Trump should have listened to EU, UN, ex-US officials on Iran: Zarif

Press TV – Iranian Foreign Minister Javad Zarif is highlighting confusion within the US political system in Trump era, asserting that even the American intelligence agencies “contradict” the US commander in chief and the rest of war hawks under his rule.

In a tweet on Wednesday, the Iranian top diplomat suggested that Trump should have listened to advice from the parties engaged in negotiations with Tehran before scrapping the internationally backed nuclear deal.

“When @realDonaldTrump’s own intelligence agencies contradict what he, the warmongers in his admin, and the Israelis say about Iran. He should have listened to the EU, the UN, and former US officials all along,” Zarif said.

US spies ‘should go back to school’

The Iranian foreign minister’s tweet followed two anti-Iran tweets by President Donald Trump, in which he attacked his intelligent chiefs’ assessment of Iran.

“The Intelligence people seem to be extremely passive and naive when it comes to the dangers of Iran. They are wrong! When I became President Iran was making trouble all over the Middle East, and beyond. Since ending the terrible Iran Nuclear Deal, they are MUCH different,” Trump said. “But source of potential danger and conflict. They are testing Rockets (last week) and more, and are coming very close to the edge. There [sic] economy is now crashing, which is the only thing holding them back. Be careful of Iran. Perhaps Intelligence should go back to school!”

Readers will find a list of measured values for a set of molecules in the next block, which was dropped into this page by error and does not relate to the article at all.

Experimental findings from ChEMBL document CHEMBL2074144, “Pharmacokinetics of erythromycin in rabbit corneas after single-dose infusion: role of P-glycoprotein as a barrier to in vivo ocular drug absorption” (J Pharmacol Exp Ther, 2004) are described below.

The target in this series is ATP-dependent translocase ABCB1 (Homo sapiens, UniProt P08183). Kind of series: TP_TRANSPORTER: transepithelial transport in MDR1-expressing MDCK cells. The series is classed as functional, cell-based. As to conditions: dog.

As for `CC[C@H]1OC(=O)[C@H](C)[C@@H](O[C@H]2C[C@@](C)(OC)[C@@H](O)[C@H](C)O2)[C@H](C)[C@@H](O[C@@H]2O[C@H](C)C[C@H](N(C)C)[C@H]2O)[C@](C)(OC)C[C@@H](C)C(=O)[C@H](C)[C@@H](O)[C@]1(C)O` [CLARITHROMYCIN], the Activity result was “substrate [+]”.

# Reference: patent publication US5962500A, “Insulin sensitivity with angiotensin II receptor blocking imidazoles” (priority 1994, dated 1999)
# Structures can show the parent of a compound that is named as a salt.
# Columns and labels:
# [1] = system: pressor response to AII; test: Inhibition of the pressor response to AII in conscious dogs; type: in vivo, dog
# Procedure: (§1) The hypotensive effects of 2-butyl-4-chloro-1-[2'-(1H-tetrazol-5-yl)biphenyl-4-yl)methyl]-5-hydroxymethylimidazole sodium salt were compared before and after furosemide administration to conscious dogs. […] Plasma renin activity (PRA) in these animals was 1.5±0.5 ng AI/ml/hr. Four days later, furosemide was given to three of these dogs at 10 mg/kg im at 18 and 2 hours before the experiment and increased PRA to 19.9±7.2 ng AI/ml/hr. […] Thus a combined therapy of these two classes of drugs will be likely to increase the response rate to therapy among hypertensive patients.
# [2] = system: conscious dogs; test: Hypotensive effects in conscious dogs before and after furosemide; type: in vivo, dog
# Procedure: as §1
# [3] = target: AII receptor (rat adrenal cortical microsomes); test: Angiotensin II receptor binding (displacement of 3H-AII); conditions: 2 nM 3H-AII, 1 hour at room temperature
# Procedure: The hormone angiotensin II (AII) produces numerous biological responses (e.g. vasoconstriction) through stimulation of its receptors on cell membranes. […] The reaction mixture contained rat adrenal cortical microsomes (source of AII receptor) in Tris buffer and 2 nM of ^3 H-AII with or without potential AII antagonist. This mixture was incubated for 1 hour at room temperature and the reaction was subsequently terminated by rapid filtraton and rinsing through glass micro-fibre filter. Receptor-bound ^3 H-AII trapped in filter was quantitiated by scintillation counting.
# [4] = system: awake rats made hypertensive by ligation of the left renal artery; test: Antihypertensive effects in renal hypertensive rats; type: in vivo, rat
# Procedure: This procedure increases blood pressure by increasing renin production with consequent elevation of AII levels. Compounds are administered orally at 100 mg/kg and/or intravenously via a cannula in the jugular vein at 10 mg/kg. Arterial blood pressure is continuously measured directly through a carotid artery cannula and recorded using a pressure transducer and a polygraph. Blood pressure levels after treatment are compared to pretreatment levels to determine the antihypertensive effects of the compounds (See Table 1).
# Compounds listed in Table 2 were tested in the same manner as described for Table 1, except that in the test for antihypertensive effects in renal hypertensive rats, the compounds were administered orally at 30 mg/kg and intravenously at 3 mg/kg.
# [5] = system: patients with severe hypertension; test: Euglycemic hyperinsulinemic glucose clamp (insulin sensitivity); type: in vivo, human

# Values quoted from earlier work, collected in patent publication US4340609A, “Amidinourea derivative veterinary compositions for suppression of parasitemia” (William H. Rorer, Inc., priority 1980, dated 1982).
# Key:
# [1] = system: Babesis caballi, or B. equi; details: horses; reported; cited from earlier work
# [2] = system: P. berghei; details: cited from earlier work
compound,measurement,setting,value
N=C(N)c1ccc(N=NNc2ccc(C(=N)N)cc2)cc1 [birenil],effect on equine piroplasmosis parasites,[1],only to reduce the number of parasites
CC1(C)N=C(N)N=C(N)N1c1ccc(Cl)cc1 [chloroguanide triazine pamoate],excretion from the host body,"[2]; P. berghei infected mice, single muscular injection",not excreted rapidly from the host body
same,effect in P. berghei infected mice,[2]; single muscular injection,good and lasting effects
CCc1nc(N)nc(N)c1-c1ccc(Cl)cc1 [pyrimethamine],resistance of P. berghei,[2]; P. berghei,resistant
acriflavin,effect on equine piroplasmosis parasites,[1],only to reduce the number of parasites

The president was reacting to Tuesday statements by the country’s top intelligence officials before US Senate Intelligence Committee.

According to CIA Director Gina Haspel, in the wake of US withdrawal from the landmark nuclear deal, Tehran has been “making some preparations that would increase their ability to take a step back.”

During the hearing, Haspel was joined by US Director of National Intelligence Daniel Coats, who acknowledged that Tehran is not seeking to develop nuclear weapons capabilities.

Trump withdrew the US in May 2018 from the deal, officially known as the Joint Comprehensive Plan of Action (JCPOA), and decided to re-impose unilateral sanctions against Tehran.

The US administration hoped to get the other parties to scrap the deal likewise, but instead, they stressed that not only would they stick to the agreement, but they would also work to sustain it in the face of increased US pressure. Europeans have on numerous occasions deemed the nuclear deal an important element of international security.